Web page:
Perception management going awry:

Much of the contrived exultation on Rajan’s arrest is being seen as the consistent approach of the Indian security agencies to “manage perceptions” and ignore the elephant in the room.  The flamboyant approach to internal security was evident when the government claimed to have carried out operation against insurgents in Myanmar after the killing of Army personnel by militants of the Khaplang group in Manipur.

Official sources in the Home ministry and Manipur, however, subsequently played down the operation and described the incident as a casual foray into Myanmar that literally caused no damage to the insurgents. Even authorities in Myanmar dismissed the claim of the Indian Army as hogwash. In any case, the bravado caused strains in the ties between India and Myanmar.

But what is particularly irksome was the manner in which the Indo-Naga peace accord, signed by India and insurgent Nationalist Socialist Council of Nagaland (NSCN) Isac-Muivah faction in the presence of the prime minister, was flaunted as one of the biggest achievements in the country’s troubled Northeast.

In fact, the accord, which is still a secret, is believed to have caused a full blown conflict between Home Secretary LC Goel and National Security Advisor Ajit Kumar Doval, and led to the former’s unceremonious exit. Insiders say that the accord was so much wrapped in secrecy that not only Goyal but Home Minister Rajnath Singh was informed about it just before the PM hosted the NSCN leaders in his house. In the home ministry’s perception, the accord still retains all ambiguities of various previous such accords and has no path-breaking feature in it.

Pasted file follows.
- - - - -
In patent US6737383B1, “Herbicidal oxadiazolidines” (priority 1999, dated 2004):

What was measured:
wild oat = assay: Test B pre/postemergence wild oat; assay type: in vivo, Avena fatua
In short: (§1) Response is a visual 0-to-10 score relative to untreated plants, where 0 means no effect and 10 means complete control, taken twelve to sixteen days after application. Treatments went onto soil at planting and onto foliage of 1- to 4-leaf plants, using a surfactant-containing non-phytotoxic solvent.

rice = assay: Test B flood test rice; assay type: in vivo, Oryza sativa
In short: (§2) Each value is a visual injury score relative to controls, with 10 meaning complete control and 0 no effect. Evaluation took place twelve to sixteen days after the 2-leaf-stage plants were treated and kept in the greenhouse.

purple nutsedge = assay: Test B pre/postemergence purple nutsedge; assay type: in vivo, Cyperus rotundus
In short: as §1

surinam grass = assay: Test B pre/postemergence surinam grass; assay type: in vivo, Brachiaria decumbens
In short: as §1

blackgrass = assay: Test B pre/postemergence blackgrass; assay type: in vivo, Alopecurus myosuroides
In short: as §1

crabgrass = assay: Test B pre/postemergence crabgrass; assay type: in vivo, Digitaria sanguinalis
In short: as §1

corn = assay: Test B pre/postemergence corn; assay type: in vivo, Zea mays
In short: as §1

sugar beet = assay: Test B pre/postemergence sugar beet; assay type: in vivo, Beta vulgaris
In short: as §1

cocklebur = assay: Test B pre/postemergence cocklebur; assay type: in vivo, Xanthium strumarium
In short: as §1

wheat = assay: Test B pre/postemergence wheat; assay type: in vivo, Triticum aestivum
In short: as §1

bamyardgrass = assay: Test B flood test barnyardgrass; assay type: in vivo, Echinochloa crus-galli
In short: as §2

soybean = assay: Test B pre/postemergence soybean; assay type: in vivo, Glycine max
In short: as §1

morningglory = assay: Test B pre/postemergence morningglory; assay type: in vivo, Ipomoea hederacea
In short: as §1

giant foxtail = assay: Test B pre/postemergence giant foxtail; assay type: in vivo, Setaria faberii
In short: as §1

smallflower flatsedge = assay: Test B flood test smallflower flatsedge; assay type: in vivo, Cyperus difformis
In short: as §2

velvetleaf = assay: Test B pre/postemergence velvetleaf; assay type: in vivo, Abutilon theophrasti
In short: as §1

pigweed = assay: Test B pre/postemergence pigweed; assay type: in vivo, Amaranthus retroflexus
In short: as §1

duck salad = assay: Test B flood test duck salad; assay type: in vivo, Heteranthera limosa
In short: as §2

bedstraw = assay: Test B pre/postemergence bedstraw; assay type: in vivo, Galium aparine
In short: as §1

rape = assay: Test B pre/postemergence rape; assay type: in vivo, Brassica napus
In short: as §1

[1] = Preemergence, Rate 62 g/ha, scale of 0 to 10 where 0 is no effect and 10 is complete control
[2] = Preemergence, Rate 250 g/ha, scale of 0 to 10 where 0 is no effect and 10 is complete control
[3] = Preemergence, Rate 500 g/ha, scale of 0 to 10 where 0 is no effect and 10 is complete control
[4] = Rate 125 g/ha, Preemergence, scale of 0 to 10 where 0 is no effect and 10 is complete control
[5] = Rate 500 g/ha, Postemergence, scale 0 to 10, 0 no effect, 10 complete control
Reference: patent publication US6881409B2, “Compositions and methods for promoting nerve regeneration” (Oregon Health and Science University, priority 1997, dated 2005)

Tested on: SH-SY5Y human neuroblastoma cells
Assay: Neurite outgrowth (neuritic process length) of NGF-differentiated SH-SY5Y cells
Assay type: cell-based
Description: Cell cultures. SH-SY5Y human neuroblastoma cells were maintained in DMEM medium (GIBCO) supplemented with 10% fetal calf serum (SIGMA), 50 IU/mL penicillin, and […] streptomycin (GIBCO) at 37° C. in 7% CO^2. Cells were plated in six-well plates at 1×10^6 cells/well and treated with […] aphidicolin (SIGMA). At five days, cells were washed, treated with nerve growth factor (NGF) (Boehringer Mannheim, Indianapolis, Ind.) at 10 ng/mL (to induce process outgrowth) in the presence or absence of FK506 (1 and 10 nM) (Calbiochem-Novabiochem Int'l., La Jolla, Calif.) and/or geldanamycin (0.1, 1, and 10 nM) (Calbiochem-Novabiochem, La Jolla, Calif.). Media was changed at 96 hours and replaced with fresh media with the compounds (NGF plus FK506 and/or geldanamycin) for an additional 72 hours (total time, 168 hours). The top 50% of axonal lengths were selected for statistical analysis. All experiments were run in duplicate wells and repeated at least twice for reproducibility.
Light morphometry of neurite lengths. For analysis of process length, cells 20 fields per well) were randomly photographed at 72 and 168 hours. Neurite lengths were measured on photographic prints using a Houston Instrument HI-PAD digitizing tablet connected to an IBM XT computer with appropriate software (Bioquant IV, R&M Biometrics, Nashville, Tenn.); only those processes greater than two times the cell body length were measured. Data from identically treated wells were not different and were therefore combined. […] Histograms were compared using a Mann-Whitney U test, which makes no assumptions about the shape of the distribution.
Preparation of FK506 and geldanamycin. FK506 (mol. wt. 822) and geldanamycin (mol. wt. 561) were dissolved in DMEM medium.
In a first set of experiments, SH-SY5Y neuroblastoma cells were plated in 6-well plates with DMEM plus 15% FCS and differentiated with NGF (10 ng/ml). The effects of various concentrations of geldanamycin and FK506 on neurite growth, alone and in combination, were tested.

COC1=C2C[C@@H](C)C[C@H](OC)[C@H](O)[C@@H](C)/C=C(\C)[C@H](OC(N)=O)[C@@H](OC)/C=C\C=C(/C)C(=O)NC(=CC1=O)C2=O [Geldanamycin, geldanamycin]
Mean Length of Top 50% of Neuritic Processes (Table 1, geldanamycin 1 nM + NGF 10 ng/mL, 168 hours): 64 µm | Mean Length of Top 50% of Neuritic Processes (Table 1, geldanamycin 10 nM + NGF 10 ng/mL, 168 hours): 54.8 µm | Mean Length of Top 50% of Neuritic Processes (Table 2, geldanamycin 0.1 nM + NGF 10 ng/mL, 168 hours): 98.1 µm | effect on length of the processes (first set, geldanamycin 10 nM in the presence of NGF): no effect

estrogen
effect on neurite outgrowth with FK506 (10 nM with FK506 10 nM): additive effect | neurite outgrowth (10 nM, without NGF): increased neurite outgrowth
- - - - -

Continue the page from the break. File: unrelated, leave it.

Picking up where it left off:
A section of top officials entrusted with the task of managing internal security admit that of late the government’s machismo on certain issues has damaged more than helped India’s internal security scenario. For instance, the manner in which the Indian government threw its weight around in Nepal, trying to influence its domestic politics and stoke discontent among Madhesis along Indo-Nepal border is being frowned upon by strategic experts. Similarly, the near breakdown of India-Pakistan relations is also attributed to hawkish posturing of the security establishment.

While analysing the rise and fall of former UK prime minister Tony Blair, one of the most gifted communicators at the international stage, foremost British political commentator Andrew Rawnsley, in his book The end of the party, quoted Blair’s aide Peter Mandelson as saying, “There was a great emphasis on managing the media at the expense of managing the policy. There was a sense that if you’d got the story right, you’d achieved something and that is not how the government is.”

These words ring true in the Indian context if one looks at the chest-thumping on display after the arrest of a frail fugitive like Chhota Rajan by the Indian security establishment.